In response to a lecturer’s claim that Cal Poly San Luis Obispo police officers had racially profiled him during a traffic stop in July, the California Attorney General’s Office mounted an investigation that determined the allegation was unfounded. [Tribune]
In July, an officer pulled over former Cal Poly lecturer Sarder Sadique, who allegedly pulled out in front of the officer’s cruiser. Sadique, a Canadian citizen who was born in Bangladesh, later claimed the officer pulled him over because of the color of his skin, and then did not tell him why he was being detained.
The Cal Poly faculty union then repeated the claim of racial profiling leading the state to review videos of the incident, which did not support Sadique’s allegations.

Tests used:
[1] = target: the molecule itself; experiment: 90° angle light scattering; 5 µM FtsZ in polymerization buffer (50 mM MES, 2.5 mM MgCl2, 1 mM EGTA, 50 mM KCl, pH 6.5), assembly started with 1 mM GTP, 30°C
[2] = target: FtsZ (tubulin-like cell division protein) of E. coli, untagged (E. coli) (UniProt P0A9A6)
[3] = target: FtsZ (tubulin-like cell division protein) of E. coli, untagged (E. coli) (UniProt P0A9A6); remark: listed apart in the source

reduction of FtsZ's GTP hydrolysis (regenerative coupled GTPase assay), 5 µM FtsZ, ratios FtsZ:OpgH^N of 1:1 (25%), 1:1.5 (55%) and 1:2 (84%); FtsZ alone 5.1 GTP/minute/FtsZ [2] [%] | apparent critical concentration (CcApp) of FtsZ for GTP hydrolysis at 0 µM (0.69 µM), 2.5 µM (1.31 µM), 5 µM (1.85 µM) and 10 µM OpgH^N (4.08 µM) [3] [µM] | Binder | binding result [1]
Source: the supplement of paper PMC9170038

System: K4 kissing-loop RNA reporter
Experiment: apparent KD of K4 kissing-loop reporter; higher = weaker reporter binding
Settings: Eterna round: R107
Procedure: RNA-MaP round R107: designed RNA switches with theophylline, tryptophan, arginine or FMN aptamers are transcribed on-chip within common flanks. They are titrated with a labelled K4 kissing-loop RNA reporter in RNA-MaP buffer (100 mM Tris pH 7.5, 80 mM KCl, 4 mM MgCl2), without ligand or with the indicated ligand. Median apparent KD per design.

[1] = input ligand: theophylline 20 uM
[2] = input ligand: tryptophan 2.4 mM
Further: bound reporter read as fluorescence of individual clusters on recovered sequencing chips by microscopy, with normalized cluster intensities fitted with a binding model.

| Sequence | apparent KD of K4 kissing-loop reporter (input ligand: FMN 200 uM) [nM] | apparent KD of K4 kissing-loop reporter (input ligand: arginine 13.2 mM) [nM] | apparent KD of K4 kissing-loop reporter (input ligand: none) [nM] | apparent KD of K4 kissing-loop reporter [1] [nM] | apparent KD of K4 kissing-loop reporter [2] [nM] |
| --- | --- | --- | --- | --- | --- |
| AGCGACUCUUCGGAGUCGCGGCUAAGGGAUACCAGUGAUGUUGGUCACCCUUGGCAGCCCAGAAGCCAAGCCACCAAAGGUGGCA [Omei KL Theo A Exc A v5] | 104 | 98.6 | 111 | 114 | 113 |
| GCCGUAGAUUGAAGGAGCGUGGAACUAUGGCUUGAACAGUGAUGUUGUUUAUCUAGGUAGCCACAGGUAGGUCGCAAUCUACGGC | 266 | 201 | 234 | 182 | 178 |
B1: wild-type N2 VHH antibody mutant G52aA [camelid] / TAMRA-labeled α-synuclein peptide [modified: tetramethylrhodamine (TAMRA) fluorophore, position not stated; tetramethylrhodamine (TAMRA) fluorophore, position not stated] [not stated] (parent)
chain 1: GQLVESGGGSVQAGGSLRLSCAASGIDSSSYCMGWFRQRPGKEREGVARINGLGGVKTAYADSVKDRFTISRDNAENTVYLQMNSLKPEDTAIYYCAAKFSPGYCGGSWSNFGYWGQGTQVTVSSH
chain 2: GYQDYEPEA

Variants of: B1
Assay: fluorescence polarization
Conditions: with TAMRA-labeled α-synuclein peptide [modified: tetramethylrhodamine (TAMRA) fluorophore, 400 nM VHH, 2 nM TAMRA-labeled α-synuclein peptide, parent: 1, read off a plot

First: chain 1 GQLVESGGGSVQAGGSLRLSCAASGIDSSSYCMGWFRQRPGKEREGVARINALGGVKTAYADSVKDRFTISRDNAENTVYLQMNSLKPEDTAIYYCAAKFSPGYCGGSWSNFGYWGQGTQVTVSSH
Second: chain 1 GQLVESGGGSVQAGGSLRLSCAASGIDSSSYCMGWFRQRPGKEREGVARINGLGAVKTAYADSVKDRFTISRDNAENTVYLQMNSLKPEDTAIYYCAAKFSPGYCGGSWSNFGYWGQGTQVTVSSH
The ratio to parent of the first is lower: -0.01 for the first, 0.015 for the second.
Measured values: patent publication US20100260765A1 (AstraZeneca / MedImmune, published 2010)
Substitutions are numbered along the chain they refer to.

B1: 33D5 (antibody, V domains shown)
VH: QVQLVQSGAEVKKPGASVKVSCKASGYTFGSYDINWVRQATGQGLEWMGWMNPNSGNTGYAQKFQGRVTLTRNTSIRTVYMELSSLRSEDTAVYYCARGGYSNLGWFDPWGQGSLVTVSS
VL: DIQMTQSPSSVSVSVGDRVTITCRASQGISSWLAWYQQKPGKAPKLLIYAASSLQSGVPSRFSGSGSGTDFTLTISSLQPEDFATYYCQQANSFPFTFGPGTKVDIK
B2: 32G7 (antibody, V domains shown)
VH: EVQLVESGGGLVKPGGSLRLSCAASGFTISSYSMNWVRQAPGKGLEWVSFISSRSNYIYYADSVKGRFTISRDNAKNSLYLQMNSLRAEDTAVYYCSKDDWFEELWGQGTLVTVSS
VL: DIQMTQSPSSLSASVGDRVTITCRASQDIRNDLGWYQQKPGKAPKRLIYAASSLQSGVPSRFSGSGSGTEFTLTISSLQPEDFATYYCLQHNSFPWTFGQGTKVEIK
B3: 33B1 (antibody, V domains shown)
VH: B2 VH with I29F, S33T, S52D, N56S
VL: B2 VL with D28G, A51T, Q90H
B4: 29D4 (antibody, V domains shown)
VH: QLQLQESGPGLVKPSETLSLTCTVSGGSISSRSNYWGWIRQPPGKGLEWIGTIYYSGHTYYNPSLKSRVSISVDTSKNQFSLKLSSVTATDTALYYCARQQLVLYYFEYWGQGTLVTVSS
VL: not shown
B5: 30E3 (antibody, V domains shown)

After he was pulled over, Officer Thomas McNutt informed Sadique why he pulled him over. Sadique then provided officers a suspended New York driver’s license. Driving on a suspended license is a misdemeanor in California.
Officer McNutt asked Sadique to stop pulling his arms away as he searched the lecturer him for weapons. But Sadique continued, and the officer handcuffed him.
With a thick accent, Sadique attempted to explain he also had a Canadian driver’s license, but said he had Canadian driver’s lessons. After determining he did have a Canadian license, the officers released him less than 40 minutes after he was pulled over.
In July 2020, Cal Poly informed the lecturer his one year contract would not be renewed. Sadique then moved to New York because of the cost of living in SLO County. He is now asking the university to allow him to teach at least two units so he can stay in the United States through an employment visa.